Disability Pride Month Game Changer Award Winner by Tim Hillman

Disability Pride Month Game Changer Award Winner by Tim Hillman

Detroit – In 2005, Tim Hillman’s eldest son was born with a cleft lip and cleft palate.

And it was after he was in the hospital for his son’s first surgery that Heilmann realized his true calling.

“Seeing that so many children and their families will be in the hospital for much longer than my son has changed the trajectory of my career,” said Hillman, who was previously the executive director of Life Enrichment Services at IKUS. “I just learned that I have been called to minister to individuals with different abilities.”

Since 2018, Hillman has served as President and CEO of Special Olympics Michigan, a nonprofit organization that provides year-round athletic, health, leadership, and educational programs to more than 20,000 individuals with intellectual disabilities and Unified Partners throughout the state of Michigan. .

Throughout Disability Pride Month, the Detroit Red Wings, Detroit Tigers, and Comerica Bank will honor four individuals for dedicating their lives to helping people with disabilities.

“Tim is the true embodiment of the honor of game changers,” said Kevin Brown, Director of Community Impact at Ilitch Sports + Entertainment. “Under his leadership, Special Olympics Michigan continues to develop innovative ways to engage a significant, under-resourced portion of our community by helping thousands of athletes create memories that will last a lifetime and achieve their goals in a welcoming environment.”

Special Olympics Michigan has been part of the Special Olympics movement since its inception in 1968. After being officially incorporated in 1972, Special Olympics Michigan has grown to become one of the largest Special Olympics programs in the United States.

“We are definitely a grassroots organization,” Heilmann said. “Being an organization that now exists in every county in the state of Michigan, we’re only a staff of 40. We really rely on volunteer support as our impact expands.”

The organization currently offers 24 sports, six statewide competitions, four county basketball championships and more than 700 statewide athletic competitions. But according to Hillman, the sport does not know the Special Olympics Michigan.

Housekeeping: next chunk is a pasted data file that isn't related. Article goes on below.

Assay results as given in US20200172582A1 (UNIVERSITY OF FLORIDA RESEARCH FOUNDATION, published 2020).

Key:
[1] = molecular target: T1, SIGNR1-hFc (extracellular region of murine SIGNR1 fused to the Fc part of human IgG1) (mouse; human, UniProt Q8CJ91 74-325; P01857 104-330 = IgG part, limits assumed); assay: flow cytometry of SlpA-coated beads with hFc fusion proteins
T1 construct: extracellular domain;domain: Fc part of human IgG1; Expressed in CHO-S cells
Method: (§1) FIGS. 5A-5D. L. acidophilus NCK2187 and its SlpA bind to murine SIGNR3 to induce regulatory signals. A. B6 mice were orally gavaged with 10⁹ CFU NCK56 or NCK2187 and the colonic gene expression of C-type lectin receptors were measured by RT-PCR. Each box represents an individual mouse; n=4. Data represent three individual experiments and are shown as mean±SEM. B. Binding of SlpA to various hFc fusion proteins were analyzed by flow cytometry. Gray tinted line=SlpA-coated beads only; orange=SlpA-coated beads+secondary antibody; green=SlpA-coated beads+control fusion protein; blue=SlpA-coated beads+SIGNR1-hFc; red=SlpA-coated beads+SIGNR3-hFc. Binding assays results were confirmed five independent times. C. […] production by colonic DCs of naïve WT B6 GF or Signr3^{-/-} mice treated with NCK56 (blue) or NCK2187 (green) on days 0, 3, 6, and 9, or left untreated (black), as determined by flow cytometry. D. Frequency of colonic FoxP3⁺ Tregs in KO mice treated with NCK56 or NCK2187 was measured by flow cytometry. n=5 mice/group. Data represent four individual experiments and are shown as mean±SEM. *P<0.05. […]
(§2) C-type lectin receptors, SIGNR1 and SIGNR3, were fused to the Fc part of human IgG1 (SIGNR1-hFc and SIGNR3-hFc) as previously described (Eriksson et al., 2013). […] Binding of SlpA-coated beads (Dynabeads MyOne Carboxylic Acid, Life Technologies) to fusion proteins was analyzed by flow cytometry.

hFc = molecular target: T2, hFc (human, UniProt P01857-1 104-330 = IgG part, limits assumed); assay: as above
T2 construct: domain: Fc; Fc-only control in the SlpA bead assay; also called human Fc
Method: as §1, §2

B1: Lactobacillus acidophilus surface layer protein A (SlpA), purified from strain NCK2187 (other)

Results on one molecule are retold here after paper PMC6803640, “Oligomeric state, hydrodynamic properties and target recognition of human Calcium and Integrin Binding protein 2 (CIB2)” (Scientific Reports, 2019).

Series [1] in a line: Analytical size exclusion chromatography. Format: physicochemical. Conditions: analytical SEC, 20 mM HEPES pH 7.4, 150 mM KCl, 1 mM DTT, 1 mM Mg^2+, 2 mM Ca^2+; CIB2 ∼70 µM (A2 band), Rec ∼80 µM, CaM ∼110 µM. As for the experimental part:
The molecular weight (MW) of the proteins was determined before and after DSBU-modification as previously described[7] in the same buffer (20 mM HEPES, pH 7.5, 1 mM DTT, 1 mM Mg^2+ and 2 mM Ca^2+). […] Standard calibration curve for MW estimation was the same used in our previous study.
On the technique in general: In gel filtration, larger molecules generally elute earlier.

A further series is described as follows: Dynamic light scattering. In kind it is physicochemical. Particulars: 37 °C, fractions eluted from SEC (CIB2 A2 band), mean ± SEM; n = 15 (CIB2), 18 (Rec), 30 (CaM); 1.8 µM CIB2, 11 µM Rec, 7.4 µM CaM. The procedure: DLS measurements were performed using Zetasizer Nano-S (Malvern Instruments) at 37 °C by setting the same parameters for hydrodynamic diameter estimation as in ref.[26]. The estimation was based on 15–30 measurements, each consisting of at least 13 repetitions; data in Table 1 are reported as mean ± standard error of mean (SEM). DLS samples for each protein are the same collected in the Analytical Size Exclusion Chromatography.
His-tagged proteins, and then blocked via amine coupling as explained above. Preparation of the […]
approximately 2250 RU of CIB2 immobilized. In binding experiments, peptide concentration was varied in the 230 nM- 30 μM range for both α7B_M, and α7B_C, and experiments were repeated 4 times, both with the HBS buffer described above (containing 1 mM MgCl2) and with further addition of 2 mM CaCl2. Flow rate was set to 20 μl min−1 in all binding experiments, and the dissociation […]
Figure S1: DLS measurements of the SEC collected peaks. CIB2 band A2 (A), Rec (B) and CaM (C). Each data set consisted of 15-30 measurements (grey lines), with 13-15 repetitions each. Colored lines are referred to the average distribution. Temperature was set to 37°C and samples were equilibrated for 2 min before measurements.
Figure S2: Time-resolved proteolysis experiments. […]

“The best thing about Special Olympics in Michigan is that we use sport as a catalyst for change,” he said. “We are really not a sports organization, but rather an inclusive organization. We provide opportunities and a platform for individuals with intellectual disabilities to showcase their talents.”

For Hillman, changing the conversation around disabilities by focusing instead on abilities is rewarding.

“When I talk to our athletes or their family members, they will share stories of how they were told what they couldn’t do,” he said. “Here at Special Olympics Michigan, we provide this opportunity for our athletes to prove people wrong and show them what they can do.”

In addition to competitive sports, Special Olympics Michigan holds development programs such as Athlete Leadership, the Torch Run Training Program for Law Enforcement and Motor Activities as events to further promote inclusion.

“These people just need that one chance,” Hillman said. “Whether it’s in the sport or even in the community, they just need that one chance. That’s what Special Olympics Michigan is about.”

During his four years with Special Olympics Michigan, Hillman helped oversee the purchase and renovation of the Unified Sports and Inclusion Center in Grand Rapids, Michigan, transforming a former high school into the largest Special Olympics facility in the world. It was also part of the bidding process for the City of Detroit to host the 2022 Unified Cup, the Special Olympics Soccer World Cup.

“As we increase our presence, which is great, we also get more athletes and partners who want to be involved,” Hillman said. “To serve more athletes, we need more coaches to help. We want to ensure that no athlete is left on the sidelines.”

For individuals considering volunteering with Special Olympics Michigan, Hillman emphasized that the experience is “life-changing.”

“I know it sounds cliché, but the Special Olympics in Michigan showcases all that is great about sports,” he said. “Everything about why we love sports, from competition to teamwork, that’s what you’ll find at the Special Olympics Michigan event.”

To learn more about the Special Olympics Michigan and to participate, visit SOMI.org.

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